The cold start to 2009 has been welcome, allowing us to tidy up the few headlands that needed ploughing. I hope we’ll do some frost cultivating on our sugar beet and spring barley land.
The snow cover has kept pigeons off the oilseed rape and allowed us a break from twice-daily patrols. Unfortunately, it came a little late it would have been far more useful on Christmas Day morning.
My only concern with this chilly snap is for our winter beans, which could do with a mild spell to get them going.
The start of 2009 has seen bit of a rally in commodity prices, with the dizzy heights of £100/t for wheat being talked about. Rape prices are also rising along with the crude oil price hike, spurred by the Palestinian problems and the Russians cutting off some gas supplies.
Does this mean we’ve hit the bottom for fuel prices and should all be buying as much diesel as we can hold?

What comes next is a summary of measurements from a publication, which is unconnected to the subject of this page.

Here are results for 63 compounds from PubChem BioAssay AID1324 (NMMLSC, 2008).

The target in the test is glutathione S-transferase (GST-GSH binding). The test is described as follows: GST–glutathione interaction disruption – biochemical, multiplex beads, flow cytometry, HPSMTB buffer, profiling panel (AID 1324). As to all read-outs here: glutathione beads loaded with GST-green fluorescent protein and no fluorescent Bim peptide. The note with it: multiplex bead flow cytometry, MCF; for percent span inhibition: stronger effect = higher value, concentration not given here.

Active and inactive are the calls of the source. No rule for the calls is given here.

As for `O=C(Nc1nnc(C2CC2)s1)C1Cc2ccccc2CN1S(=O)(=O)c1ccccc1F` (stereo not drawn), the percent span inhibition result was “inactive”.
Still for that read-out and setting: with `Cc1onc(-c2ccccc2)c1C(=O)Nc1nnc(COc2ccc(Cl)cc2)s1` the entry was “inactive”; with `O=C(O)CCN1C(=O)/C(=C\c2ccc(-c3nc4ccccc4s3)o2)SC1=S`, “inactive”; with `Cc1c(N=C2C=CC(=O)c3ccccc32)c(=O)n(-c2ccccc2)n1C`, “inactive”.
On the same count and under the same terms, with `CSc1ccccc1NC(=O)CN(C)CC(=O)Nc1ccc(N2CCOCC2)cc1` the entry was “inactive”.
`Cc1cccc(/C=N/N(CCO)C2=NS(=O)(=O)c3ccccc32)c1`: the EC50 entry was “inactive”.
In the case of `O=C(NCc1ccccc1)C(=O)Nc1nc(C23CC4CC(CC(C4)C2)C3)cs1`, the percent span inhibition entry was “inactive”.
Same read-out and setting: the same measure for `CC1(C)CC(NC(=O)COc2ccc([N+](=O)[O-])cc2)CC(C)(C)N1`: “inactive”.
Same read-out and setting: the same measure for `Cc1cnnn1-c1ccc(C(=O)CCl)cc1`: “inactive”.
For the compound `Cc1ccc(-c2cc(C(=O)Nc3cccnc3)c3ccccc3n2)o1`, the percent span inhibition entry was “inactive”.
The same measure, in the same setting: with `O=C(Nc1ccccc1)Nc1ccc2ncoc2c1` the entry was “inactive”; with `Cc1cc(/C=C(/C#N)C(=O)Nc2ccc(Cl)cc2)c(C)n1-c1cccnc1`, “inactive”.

At least we can say with little fear of contradiction that the New Year is likely to bring more of the same, namely, we gain a little which is then taken away elsewhere.
As I write I think the vote in Brussels on 12 January on the future of pesticide regulations will have the biggest potential impact on long-term agriculture and horticulture.
There seem to be many opinions on this subject, so let’s hope the agrochemical companies’ scientists can find replacements in the five-year change-over period. If not I believe the whole look of the countryside and the way it functions could be drastically affected.
I agree the environment is very important, but it does feel that we’re suffering at the hands of European countries more poorly regulated than us.
A prosperous 2009 to you all.